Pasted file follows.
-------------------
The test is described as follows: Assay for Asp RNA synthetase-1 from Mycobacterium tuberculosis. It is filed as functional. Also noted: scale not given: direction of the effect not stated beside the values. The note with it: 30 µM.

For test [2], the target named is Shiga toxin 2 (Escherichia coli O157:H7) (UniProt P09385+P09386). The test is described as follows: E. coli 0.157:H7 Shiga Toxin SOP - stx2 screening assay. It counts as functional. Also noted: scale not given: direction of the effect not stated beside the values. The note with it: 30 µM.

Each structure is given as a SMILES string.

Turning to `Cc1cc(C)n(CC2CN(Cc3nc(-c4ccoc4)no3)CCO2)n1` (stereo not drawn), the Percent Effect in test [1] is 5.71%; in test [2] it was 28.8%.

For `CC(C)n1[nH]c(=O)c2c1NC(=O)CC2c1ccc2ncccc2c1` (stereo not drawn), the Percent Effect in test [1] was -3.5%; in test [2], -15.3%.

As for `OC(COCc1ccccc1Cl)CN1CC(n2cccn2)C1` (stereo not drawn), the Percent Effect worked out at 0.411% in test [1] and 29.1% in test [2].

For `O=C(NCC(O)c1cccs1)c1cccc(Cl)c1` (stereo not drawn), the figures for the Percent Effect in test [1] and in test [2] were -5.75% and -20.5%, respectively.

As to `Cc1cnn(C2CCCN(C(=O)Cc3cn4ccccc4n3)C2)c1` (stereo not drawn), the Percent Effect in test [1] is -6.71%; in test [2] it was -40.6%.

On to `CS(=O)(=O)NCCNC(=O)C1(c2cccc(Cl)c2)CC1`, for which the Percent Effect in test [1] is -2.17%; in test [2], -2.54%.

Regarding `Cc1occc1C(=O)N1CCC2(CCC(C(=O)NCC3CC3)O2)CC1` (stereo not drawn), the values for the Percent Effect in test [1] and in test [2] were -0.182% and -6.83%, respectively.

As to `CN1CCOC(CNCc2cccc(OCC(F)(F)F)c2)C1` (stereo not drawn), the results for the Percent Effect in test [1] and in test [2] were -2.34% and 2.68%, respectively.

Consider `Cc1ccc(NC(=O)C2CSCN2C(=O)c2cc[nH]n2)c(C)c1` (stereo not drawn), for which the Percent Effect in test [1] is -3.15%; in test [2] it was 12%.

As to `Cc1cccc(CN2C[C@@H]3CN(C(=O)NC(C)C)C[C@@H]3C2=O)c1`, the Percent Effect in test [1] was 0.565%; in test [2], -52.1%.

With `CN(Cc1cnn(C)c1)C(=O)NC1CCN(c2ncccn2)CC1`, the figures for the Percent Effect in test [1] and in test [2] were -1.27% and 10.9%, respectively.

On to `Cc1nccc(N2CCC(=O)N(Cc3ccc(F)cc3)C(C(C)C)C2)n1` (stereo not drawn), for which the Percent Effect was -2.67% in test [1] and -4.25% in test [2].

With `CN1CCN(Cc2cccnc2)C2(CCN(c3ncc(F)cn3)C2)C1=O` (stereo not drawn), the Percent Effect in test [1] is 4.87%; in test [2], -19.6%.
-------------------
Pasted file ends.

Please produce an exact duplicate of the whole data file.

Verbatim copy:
The test is described as follows: Assay for Asp RNA synthetase-1 from Mycobacterium tuberculosis. It is filed as functional. Also noted: scale not given: direction of the effect not stated beside the values. The note with it: 30 µM.

For test [2], the target named is Shiga toxin 2 (Escherichia coli O157:H7) (UniProt P09385+P09386). The test is described as follows: E. coli 0.157:H7 Shiga Toxin SOP - stx2 screening assay. It counts as functional. Also noted: scale not given: direction of the effect not stated beside the values. The note with it: 30 µM.

Each structure is given as a SMILES string.

Turning to `Cc1cc(C)n(CC2CN(Cc3nc(-c4ccoc4)no3)CCO2)n1` (stereo not drawn), the Percent Effect in test [1] is 5.71%; in test [2] it was 28.8%.

For `CC(C)n1[nH]c(=O)c2c1NC(=O)CC2c1ccc2ncccc2c1` (stereo not drawn), the Percent Effect in test [1] was -3.5%; in test [2], -15.3%.

As for `OC(COCc1ccccc1Cl)CN1CC(n2cccn2)C1` (stereo not drawn), the Percent Effect worked out at 0.411% in test [1] and 29.1% in test [2].

For `O=C(NCC(O)c1cccs1)c1cccc(Cl)c1` (stereo not drawn), the figures for the Percent Effect in test [1] and in test [2] were -5.75% and -20.5%, respectively.

As to `Cc1cnn(C2CCCN(C(=O)Cc3cn4ccccc4n3)C2)c1` (stereo not drawn), the Percent Effect in test [1] is -6.71%; in test [2] it was -40.6%.

On to `CS(=O)(=O)NCCNC(=O)C1(c2cccc(Cl)c2)CC1`, for which the Percent Effect in test [1] is -2.17%; in test [2], -2.54%.

Regarding `Cc1occc1C(=O)N1CCC2(CCC(C(=O)NCC3CC3)O2)CC1` (stereo not drawn), the values for the Percent Effect in test [1] and in test [2] were -0.182% and -6.83%, respectively.

As to `CN1CCOC(CNCc2cccc(OCC(F)(F)F)c2)C1` (stereo not drawn), the results for the Percent Effect in test [1] and in test [2] were -2.34% and 2.68%, respectively.

Consider `Cc1ccc(NC(=O)C2CSCN2C(=O)c2cc[nH]n2)c(C)c1` (stereo not drawn), for which the Percent Effect in test [1] is -3.15%; in test [2] it was 12%.

As to `Cc1cccc(CN2C[C@@H]3CN(C(=O)NC(C)C)C[C@@H]3C2=O)c1`, the Percent Effect in test [1] was 0.565%; in test [2], -52.1%.

With `CN(Cc1cnn(C)c1)C(=O)NC1CCN(c2ncccn2)CC1`, the figures for the Percent Effect in test [1] and in test [2] were -1.27% and 10.9%, respectively.

On to `Cc1nccc(N2CCC(=O)N(Cc3ccc(F)cc3)C(C(C)C)C2)n1` (stereo not drawn), for which the Percent Effect was -2.67% in test [1] and -4.25% in test [2].

With `CN1CCN(Cc2cccnc2)C2(CCN(c3ncc(F)cn3)C2)C1=O` (stereo not drawn), the Percent Effect in test [1] is 4.87%; in test [2], -19.6%.